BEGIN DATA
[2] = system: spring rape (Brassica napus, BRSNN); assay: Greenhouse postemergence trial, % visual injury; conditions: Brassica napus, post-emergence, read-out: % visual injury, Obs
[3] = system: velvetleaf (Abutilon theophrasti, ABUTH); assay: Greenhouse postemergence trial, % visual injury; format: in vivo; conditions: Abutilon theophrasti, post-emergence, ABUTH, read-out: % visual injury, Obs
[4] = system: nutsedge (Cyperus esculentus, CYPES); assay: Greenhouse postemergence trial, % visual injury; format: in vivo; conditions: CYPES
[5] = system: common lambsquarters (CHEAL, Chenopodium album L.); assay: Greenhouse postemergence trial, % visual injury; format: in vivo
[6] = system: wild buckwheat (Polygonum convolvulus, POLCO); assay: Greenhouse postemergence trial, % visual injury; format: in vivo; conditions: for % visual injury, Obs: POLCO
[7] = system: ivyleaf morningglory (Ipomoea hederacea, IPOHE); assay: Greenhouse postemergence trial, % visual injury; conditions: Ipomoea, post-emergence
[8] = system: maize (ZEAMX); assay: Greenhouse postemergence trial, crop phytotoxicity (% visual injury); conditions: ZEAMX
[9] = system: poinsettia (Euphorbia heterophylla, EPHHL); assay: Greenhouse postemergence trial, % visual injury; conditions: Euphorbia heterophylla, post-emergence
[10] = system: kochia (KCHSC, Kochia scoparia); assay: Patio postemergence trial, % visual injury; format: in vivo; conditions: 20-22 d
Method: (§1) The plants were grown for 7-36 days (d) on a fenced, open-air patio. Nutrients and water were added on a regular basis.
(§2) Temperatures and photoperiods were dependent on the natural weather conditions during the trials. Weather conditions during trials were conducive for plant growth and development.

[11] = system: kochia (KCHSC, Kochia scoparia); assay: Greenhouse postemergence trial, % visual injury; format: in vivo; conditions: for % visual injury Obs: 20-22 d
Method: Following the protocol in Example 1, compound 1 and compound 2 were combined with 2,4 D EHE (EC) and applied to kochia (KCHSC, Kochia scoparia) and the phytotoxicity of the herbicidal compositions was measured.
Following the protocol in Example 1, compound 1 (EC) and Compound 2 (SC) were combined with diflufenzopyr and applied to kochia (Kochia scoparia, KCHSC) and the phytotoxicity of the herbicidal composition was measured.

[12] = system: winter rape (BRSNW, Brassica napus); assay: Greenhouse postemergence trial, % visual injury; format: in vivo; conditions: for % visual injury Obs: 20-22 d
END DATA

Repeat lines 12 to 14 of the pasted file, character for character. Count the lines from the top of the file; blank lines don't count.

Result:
[11] = system: kochia (KCHSC, Kochia scoparia); assay: Greenhouse postemergence trial, % visual injury; format: in vivo; conditions: for % visual injury Obs: 20-22 d
Method: Following the protocol in Example 1, compound 1 and compound 2 were combined with 2,4 D EHE (EC) and applied to kochia (KCHSC, Kochia scoparia) and the phytotoxicity of the herbicidal compositions was measured.
Following the protocol in Example 1, compound 1 (EC) and Compound 2 (SC) were combined with diflufenzopyr and applied to kochia (Kochia scoparia, KCHSC) and the phytotoxicity of the herbicidal composition was measured.